Similarly, I find that plaintiff has failed to prove its equal protection claim. The City need only show that its legislative classifications are reasonably related to some legitimate governmental interest. See City of New Orleans v. Dukes, 427 U.S. 297, 96 S. Ct. 2513, 49 L. Ed. 2d 511 (1976); San Antonio School District v. Rodriguez, 411 U.S. 1, 93 S. Ct. 1278, 36 L. Ed. 2d 16 (1973).

Plaintiff challenges two separate classifications implicit in the regulatory provisions: (1) that there is no basis for the City's distinction between business establishments offering fewer than five video games and those offering five or more video games, and (2) that there is no basis for the City's distinction between the use currently allowed in plaintiff's zoning district, which permits incidental musical entertainment by mechanical device or by not more than three persons playing piano, organ, guitar, accordian, or other stringed instrument, and the prohibited amusement arcade use.

I find that the City has advanced sufficient justifications to permit the conclusion that the challenged classification based on the number of video games is constitutional. It represents the City Council's determination that a limit of four amusement devices represents the maximum permissible level of noise, congestion, and traffic for stable commercial neighborhoods. Such line-drawing must to some extent be arbitrary. But that does not make it unreasonable.

Similarly, the distinction drawn between the limited live entertainment permitted in plaintiff's zoning district and the operation of an amusement arcade prohibited in such district rests on a judgment that limited live entertainment is not as likely as an amusement arcade to attract a large number of people for a relatively short period of time. The slower turnover of an audience listening to live entertainment justifies the conclusion that such a use does not pose the same problems of noise and congestion as is posed by the operation of an amusement arcade. These legislative determinations are reasonable, and are made in furtherance of the protection of the public health, safety, and general welfare. It is not the function of a court to second-guess such legislative decisions.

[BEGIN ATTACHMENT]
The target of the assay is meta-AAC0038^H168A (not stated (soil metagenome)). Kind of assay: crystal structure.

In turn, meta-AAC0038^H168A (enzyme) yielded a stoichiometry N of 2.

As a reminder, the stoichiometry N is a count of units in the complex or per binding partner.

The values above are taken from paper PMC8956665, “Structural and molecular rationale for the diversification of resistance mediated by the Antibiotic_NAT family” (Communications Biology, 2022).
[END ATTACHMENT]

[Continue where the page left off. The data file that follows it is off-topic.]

Balance of Hardships and Serious Questions Going to the Merits

Whether video games are a form of expression protected by the First Amendment and whether the City's regulatory scheme is constitutional are serious questions. Given plaintiff's unlikelihood of success on the merits, however, I find that these questions are not sufficiently serious to warrant the grant of a preliminary injunction. Even if they were, because plaintiff is entitled at any time to open its restaurant with four video games, I find that the balance of hardships does not tip so decidedly toward plaintiff as to justify the preliminary injunction.

Accordingly, the plaintiff's motion is denied in all respects.



[1] The restaurant is located in a C-2 commercial zone, adjacent to Forest Park on one side, and surrounded by a largely residential community on the others. The restaurant has a Certificate of Occupancy for Use Group 6 which permits it to operate as an eating and drinking establishment with incidental musical entertainment as an accessory use. A supermarket and a country western bar-restaurant that provides live music are located next to the restaurant. Within a few hundred yards, there are a couple of gas stations, a delicatessen, and other commercial establishments.